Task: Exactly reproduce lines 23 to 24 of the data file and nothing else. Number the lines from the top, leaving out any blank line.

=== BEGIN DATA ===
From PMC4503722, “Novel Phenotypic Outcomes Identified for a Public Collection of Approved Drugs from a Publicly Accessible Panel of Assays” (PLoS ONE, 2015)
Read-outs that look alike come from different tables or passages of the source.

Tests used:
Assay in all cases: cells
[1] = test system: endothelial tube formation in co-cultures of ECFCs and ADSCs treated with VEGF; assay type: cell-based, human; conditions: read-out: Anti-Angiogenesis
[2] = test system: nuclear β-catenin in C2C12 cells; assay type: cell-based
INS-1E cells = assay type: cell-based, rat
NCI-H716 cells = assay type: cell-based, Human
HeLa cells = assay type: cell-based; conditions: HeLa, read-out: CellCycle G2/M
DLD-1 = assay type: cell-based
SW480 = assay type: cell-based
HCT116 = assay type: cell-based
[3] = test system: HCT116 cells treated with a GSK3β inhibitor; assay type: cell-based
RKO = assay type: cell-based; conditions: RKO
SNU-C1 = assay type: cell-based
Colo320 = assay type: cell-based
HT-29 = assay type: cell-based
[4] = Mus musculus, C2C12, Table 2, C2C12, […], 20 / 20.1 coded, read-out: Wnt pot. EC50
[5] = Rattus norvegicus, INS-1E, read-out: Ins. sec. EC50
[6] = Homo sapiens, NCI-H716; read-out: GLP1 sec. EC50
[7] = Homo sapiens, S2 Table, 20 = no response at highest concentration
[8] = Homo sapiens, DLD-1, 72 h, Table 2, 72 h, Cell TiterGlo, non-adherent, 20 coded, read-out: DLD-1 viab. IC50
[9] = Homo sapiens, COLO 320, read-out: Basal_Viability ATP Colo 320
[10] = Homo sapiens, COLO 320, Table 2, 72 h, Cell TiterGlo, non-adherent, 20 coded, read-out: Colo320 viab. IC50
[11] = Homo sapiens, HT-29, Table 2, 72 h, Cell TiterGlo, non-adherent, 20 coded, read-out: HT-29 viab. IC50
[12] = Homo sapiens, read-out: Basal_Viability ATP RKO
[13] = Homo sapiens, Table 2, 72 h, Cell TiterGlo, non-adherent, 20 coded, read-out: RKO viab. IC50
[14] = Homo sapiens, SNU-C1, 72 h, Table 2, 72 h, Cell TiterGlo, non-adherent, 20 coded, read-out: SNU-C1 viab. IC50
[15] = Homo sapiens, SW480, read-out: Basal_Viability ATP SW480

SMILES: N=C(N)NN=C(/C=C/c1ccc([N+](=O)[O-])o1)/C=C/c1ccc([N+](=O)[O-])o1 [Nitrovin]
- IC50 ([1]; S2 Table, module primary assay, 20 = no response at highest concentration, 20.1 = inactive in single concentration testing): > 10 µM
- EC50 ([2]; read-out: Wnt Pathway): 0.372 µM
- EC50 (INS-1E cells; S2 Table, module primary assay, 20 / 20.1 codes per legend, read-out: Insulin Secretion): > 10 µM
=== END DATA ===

[9] = Homo sapiens, COLO 320, read-out: Basal_Viability ATP Colo 320
[10] = Homo sapiens, COLO 320, Table 2, 72 h, Cell TiterGlo, non-adherent, 20 coded, read-out: Colo320 viab. IC50